Campuses[edit]

Stevens–Henager College has seven campuses and three satellite locations across Utah and Idaho.[9] The main campus is in Ogden, Utah. Branch campuses are in Provo, Utah; Salt Lake City, Utah; Layton, Utah; Logan, Utah; Idaho Falls, Idaho; and Boise, Idaho; and St. George, Utah.[9]

Accreditation[edit]

Stevens-Henager is an accredited member of Accrediting Commission of Career Schools and Colleges (ACCSC).[10][11] College degree programs are accredited by national accrediting bodies recognized by the U.S. Department of Education providing accreditation to non-university postsecondary colleges. Stevens-Henager's Medical Specialties Program is accredited by the Commission on Accreditation of Allied Health Education Programs (CAAHEP)[12] upon Curriculum Review Board of the American Association of Medical Assistants Endowment (CRB-AAMAE) recommendation. Accreditation Review Committee on Education in Surgical Technology (ARC-ST) and Committee on Accreditation for Respiratory Care (CoARC) have recommended the accreditation of Surgical Technology Program and Respiratory Therapy Program, currently offered by the College.[13]

Stevens-Henager is not regionally accredited.[13]

Courses and costs[edit]

The college offers assorted degree courses in the fields of medicine, healthcare, accounting, computers, business, and graphic arts. An associate degree is estimated to cost $42,430, a bachelor's degree is estimated to cost $74,790 and master's degrees are estimated to cost $28,482, not including any interest on loans.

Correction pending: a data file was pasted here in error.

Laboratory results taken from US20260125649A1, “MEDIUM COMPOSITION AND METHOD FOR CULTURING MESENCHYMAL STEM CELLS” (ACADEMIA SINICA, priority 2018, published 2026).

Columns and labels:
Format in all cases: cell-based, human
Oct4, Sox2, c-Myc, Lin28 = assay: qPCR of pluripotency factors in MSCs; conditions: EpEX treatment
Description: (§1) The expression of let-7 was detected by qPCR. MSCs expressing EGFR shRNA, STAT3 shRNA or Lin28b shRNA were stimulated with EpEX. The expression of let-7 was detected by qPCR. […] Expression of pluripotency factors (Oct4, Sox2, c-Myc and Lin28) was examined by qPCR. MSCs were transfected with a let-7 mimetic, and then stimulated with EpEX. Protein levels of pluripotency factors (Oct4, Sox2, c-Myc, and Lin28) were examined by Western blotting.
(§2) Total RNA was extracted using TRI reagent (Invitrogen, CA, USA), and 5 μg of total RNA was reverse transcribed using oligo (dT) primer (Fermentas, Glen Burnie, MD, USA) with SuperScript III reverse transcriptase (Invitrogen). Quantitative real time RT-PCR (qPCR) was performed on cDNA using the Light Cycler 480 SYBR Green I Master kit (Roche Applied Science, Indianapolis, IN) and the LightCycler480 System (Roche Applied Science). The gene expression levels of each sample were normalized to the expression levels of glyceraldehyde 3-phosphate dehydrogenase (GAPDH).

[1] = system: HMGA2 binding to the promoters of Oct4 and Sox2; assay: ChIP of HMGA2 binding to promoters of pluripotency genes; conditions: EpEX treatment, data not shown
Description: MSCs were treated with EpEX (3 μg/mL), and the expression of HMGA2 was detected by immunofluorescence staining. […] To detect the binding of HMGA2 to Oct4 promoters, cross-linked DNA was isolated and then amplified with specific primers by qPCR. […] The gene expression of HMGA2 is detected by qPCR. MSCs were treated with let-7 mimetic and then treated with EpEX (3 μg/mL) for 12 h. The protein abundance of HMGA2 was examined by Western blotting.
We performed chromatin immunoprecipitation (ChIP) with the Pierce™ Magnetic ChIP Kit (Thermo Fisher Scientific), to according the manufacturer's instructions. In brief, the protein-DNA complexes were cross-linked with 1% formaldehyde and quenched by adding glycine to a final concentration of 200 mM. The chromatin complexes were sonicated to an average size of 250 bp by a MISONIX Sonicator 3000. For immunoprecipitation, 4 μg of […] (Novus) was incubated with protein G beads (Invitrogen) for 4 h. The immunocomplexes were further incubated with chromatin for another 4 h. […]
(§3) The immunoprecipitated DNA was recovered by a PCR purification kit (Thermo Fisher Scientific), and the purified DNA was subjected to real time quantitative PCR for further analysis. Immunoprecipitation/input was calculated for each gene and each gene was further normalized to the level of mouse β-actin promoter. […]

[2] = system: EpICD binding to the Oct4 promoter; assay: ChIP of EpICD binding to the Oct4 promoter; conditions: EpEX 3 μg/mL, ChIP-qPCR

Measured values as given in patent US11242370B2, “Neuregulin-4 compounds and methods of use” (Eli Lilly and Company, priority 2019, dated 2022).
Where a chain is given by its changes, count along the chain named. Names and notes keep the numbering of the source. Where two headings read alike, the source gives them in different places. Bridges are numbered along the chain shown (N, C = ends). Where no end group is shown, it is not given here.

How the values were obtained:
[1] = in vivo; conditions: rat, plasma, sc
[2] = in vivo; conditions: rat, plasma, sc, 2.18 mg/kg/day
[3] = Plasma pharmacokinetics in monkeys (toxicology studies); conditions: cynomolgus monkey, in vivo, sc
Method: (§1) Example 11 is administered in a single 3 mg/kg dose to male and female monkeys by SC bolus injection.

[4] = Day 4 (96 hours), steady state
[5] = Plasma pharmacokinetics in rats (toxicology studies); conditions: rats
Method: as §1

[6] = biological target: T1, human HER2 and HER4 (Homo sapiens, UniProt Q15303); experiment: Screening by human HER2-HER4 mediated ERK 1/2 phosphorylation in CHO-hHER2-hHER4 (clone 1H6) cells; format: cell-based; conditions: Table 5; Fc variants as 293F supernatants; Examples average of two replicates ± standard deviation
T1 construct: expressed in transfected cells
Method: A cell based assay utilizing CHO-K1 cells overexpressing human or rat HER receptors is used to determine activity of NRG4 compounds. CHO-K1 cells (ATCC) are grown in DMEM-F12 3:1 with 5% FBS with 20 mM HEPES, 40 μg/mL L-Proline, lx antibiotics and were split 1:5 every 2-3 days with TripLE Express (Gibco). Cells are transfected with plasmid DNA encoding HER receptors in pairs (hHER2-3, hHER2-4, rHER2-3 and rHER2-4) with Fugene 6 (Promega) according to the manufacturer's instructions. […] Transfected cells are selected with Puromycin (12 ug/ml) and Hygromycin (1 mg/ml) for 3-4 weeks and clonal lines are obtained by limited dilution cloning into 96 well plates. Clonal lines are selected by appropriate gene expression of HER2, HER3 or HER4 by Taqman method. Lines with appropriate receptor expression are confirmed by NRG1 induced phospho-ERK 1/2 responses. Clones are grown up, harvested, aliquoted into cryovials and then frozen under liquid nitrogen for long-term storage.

See also[edit]

References[edit]

  1. ^ a b Korn, M. (August 31, 2016). "Utah-Based College Sues Government Over For-Profit Status". The Wall Street Journal. Retrieved September 28, 2016.
  2. ^ Woods, Benjamin (August 11, 2016). "Feds deny nonprofit status for Utah's Stevens-Henager and sister colleges, warning other such schools 'Don't waste your time'". The Salt Lake Tribune. Retrieved August 15, 2016.
  3. ^ [Accrediting Commission of Career Schools and Colleges]] (September 6, 2018). "System-Wide Review Probation Order" (PDF). Retrieved September 11, 2018.
  4. ^ Kreighbaum, Andrew (September 11, 2018). "Probation for For-Profit College Chain". Inside Higher Ed. Retrieved September 11, 2018.
  5. ^ "About Stevens-Henager College". Stevens-Henager College. Retrieved November 5, 2012.
  6. ^ Halperin, D. (February 11, 2013). "If a For-Profit College Becomes a Non-Profit, Is That Good? Not Necessarily". The Huffington Post. Retrieved September 28, 2016.
  7. ^ Halperin, D. (November 23, 2015). "Breaking: Court Rejects CollegeAmerica's Effort to Dismiss Fraud Case". The Huffington Post. Retrieved September 28, 2016.
  8. ^ "College Navigator - Search Results". Nces.ed.gov. Retrieved December 26, 2018.
  9. ^ a b "Our Locations - Stevens-Henager College". Stevens-Henager College. Retrieved November 5, 2012.
  10. ^ "ACCSC Schools to be Considered List – November 2005 - ACCSC" (PDF). Retrieved April 7, 2011.
  11. ^ "Accredited College | Stevens-Henager College". Stevenshenager.edu. Retrieved April 7, 2011.
  12. ^ "Commission on Accreditation of Allied Health Education Programs". Caahep.org. Retrieved April 7, 2011.
  13. ^ a b "Accreditation". Stevenshenager.edu.

Notes[edit]

  1. ^ a b The college's parent company, CEHE, is a non-profit organization; it is classified by the Internal Revenue Service as a 501(c)(3) organization. However, the U.S. Department of Education classifies the college as a for-profit institution for federal financial aid purposes. The college has vigorously disputed this classification.

External links[edit]

Coordinates: 41°13′58″N 112°00′41″W / 41.23278°N 112.01139°W / 41.23278; -112.01139